1 Samuel 2:8 (b) This unfortunate person warming himself on the dung heap in the backyard is a type of the sinner who seeks to find comfort from the wretched and miserable things offered by this world. He begs the dunghill for warmth and comfort, and obtains some. He is willing to endure the offensive surroundings to obtain some temporary help. When GOD comes into a man's life, He changes him by means of the new birth, so that he no longer wants the dung heap of this world, but sits in the presence of GOD in a glorious atmosphere of heavenly association.

King James Dictionary [5]

BEG'GAR, n. See Beg. One that lives by asking alms, or makes it his business to beg for charity.

1. One who supplicates with humility a petitioner but in this sense rarely used, as the word has become a term of contempt. 2. One who assumes in argument what he does not prove.

BEG'GAR, To reduce to beggary to impoverish.

1. To deprive or make destitute to exhaust as, to beggar description.

Cyclopedia of Biblical, Theological and Ecclesiastical Literature [6]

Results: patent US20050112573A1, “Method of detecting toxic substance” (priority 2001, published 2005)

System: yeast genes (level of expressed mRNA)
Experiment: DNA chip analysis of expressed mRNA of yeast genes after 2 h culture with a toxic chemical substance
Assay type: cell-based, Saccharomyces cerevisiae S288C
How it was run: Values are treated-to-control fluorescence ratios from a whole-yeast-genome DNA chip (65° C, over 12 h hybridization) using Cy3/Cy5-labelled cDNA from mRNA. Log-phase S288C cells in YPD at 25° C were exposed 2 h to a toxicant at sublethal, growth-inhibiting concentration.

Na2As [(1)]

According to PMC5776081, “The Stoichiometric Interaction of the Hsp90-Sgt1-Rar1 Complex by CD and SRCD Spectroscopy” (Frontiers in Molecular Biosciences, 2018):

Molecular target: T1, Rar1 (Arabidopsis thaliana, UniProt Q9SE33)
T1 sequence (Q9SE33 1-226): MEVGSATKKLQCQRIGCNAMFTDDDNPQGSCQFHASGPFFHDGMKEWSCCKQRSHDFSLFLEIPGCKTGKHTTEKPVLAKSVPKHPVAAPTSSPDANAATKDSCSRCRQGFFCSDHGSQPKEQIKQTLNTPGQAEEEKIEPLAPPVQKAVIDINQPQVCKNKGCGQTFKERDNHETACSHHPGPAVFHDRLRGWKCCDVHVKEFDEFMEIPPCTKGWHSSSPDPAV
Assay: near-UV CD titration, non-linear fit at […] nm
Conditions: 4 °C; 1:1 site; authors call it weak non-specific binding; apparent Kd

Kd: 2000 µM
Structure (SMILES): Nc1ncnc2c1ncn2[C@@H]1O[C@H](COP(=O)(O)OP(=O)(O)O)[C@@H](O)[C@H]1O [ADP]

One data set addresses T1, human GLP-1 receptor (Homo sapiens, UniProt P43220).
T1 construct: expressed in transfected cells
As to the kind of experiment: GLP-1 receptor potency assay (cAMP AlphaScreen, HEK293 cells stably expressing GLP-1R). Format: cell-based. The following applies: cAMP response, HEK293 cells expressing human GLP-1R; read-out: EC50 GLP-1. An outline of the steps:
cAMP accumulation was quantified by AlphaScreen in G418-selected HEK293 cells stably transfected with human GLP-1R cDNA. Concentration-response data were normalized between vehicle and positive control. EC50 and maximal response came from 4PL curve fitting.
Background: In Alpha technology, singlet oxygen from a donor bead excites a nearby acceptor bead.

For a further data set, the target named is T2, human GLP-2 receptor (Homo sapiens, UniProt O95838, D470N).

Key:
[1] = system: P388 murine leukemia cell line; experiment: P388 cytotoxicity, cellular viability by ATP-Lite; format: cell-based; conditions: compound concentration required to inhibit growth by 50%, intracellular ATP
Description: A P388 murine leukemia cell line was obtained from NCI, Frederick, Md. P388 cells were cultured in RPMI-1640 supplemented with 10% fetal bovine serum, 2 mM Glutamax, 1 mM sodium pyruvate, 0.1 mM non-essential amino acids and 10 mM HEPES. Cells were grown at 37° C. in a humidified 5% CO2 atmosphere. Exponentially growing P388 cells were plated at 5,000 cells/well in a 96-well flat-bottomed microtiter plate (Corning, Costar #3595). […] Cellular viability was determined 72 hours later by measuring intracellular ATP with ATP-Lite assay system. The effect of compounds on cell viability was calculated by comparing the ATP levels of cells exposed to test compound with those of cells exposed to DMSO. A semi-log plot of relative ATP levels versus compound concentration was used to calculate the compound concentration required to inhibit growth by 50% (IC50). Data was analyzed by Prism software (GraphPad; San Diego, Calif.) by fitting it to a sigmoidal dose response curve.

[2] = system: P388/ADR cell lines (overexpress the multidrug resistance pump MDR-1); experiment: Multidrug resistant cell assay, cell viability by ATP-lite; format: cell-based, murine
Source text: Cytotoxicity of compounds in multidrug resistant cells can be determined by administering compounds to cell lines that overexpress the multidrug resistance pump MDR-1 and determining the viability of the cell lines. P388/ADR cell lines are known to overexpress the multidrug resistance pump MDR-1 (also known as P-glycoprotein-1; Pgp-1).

( אֶבְיוֹן , Ebyon ' ,  1 Samuel 2:8; Πτωχός ,  Luke 16:20;  Luke 16:22;  Galatians 4:9; both terms elsewhere "poor," etc.). The laws of Moses furnish abundant evidence that great inequality of condition existed in his time among the Hebrews, for recommendations to the rich to be liberal to their poorer brethren are frequently met with ( Exodus 23:11;  Deuteronomy 15:11), but no mention is made of persons who lived as mendicants. The poor were allowed to glean in the fields, and to gather whatever the land produced in the year in which it was not tilled ( Leviticus 19:10;  Leviticus 25:5-6;  Deuteronomy 24:19). They were also invited to feasts ( Deuteronomy 12:12;  Deuteronomy 14:29;  Deuteronomy 26:12). The Hebrew could not be an absolute pauper. His land was inalienable, except for a certain term, when it reverted to him or his posterity. And if this resource was insufficient, he could pledge the services of himself or his family for a valuable sum. Those who were indigent through bodily infirmity were usually taken care of by their kindred. See POOR. In the song of Hannah ( 1 Samuel 2:8), however, beggars are spoken of, and such a fate is predicted to the posterity of the wicked, while it shall never befall the seed of the righteous, in the Psalms ( Psalms 37:35;  Psalms 104:10); so that the practice was probably then not uncommon. In the New Testament, also, we read of beggars that were blind, diseased, and maimed, who lay at the doors of the rich, by the waysides, and also before the gate of the Temple ( Mark 10:46;  Luke 16:20-21;  Acts 3:2). But we have no reason to suppose that there existed in the time of Christ that class of persons called vagrant beggars, who present their supplications for alms from door to door, and who are found at the present day in the East, although less frequently than in the countries of Europe. That the custom of seeking alms by sounding a trumpet or horn, which prevails among a class of Mohammedan monastics, called kalendar or karendal, prevailed also in the time of Christ, has been by some inferred from the peculiar construction of the original in  Matthew 6:2. There is one thing characteristic of those Orientals who follow the vocation of mendicants which is worthy of being mentioned; they do not appeal to the pity or to the almsgiving spirit, but to the justice of their benefactors ( Job 22:7;  Job 31:16;  Proverbs 3:27-28). Roberts, in his Orient. Illustrations, p. 564, says on  Luke 16:3 ("I cannot dig; to beg I am ashamed"), "How often are we reminded of this passage by beggars when we tell them to work. They can scarcely believe their ears; and the religious mendicants, who swarm in every part of the East, look upon you with the most sovereign contempt when you give them such advice. I work! why, I never have done such a thing; I am not able." (See Alms).